When I started it was in the Winter so it was very dark at times unless there was a good moon. The only source of light available to us at the time was a flash lamp.  The battery didn’t last very long and as we didn’t have much money we made it last as long as we could. I was coming home one night , a night as black as the hobs of hell, when the battery was on its last legs. You would get more light from the butt of a fag. I knew the road like the back of my hand so there was no problem navigating. I cycled up the hill at the back of Ballaugh as far as I could until I wasn’t able any more and eventually threw my leg over the saddle and stood for a minute to get my breath. As I stood in the pitch dark, I heard the sound of heavy breathing coming from over my left shoulder. It was deep and rasping and I could even feel the heat from it. I had been out at all times of the night before this and never encountered any ghosts or spirits of any kind but this rooted me to the spot. The hairs stood on the back of my head and I could feel the blood draining from my face. What kind of being had me so paralysed?  All sorts of images passed through my head as I waited for the worst to happen. Nothing happened and as the breathing continued I plucked up enough courage to turn around and have a look. In the black gloom I could barely see the outlines of an ass! He had been grazing contentedly on the long acre until I arrived beside him. I regret that I gave him a hefty kick up the backside and sent him galloping away down the road. A night to remember.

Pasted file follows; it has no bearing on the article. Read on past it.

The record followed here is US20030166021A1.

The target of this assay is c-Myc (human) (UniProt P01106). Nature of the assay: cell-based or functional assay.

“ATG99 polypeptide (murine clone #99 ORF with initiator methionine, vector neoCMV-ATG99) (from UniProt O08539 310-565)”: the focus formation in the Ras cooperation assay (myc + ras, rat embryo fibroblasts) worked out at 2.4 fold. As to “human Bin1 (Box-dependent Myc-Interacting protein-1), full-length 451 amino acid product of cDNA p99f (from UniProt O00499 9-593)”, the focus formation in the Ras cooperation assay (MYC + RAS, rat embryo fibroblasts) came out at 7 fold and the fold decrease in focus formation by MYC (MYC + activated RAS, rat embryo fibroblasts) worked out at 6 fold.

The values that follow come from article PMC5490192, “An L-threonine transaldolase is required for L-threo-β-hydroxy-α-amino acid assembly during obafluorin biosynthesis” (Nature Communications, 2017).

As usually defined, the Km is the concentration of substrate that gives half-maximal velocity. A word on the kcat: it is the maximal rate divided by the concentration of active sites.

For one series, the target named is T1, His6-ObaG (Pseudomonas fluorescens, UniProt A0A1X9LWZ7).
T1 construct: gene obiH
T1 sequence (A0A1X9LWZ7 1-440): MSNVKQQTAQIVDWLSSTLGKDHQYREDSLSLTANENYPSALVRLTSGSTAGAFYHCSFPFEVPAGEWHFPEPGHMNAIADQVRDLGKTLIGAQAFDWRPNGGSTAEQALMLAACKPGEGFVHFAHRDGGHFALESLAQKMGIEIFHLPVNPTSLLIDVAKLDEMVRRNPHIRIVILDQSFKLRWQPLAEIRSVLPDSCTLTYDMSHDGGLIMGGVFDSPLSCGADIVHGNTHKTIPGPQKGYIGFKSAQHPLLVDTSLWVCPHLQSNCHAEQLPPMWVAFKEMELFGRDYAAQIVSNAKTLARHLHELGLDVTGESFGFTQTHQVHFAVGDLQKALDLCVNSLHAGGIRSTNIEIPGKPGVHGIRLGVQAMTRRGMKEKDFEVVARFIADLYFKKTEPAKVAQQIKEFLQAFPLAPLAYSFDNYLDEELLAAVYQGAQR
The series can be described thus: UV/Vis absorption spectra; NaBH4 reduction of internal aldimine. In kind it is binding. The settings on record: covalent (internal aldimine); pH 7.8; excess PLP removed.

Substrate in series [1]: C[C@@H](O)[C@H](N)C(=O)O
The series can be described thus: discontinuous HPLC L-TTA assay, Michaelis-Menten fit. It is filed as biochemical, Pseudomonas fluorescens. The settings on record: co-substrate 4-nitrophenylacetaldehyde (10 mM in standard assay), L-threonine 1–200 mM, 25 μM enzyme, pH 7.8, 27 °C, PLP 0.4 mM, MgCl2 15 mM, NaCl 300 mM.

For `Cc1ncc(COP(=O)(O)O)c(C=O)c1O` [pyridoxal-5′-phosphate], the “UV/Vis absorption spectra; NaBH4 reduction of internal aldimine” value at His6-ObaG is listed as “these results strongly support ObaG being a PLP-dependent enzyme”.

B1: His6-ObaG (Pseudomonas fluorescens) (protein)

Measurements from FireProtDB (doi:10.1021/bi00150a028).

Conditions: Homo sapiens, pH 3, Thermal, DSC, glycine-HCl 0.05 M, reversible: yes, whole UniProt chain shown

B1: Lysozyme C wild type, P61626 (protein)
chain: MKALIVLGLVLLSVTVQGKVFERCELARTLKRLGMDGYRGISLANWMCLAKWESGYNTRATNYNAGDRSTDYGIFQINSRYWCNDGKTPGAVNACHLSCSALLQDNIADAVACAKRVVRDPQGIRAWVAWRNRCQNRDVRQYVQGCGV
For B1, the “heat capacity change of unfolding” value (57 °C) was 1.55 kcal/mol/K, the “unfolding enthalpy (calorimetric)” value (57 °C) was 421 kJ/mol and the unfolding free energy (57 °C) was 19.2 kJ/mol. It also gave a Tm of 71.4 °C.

I stayed with Liam for a while. He was an excellent teacher and insisted on me learning all about the theory of music, which I thought was a waste of time, I only wanted to play tunes, but I was so grateful to him in later years.  I got my first job playing in Peter O’Connor’s “Abbey Dance Band”. Peter lived in Tournafulla and the band was mostly made up of his own family. While with Peter I learned to play the trumpet, saxophone and clarinet, indeed during this time I dabbled with any instrument I could lay my hands on. The only instrument I could never master was the Jews Harp. My buck teeth prevented me from making the sound.

I eventually went to England, played with many bands and groups there, formed my own musical groups before returning to Ireland to work full time for Comhaltas Ceoltóirí Éireann. The gift of music had given me great pleasure, a job, and an opportunity  to see parts of the world I never would have otherwise and get paid for it into the bargain. I have had the privilege of playing in such famous places as Carnegie Hall in America, The Royal Albert Hall, Peking University Hall, a 20,000 seater stadium in Pyongyang, North Korea and many, many more. It has made me many good friends all over the world that I am in contact with to this day. In 1976 I couldn’t find someone to teach music in the area so I gave up the job and started teaching full time.

Over many years I had the pleasure of passing on my knowledge of music to hundreds of young musicians, some of whom are household names. The gift of music should never be wasted. It is given to us, not solely for ourselves but to share with others and if, through my music, I have brought a little happiness and pleasure into peoples lives, I am happy to have done so.


 Domhnall de Barra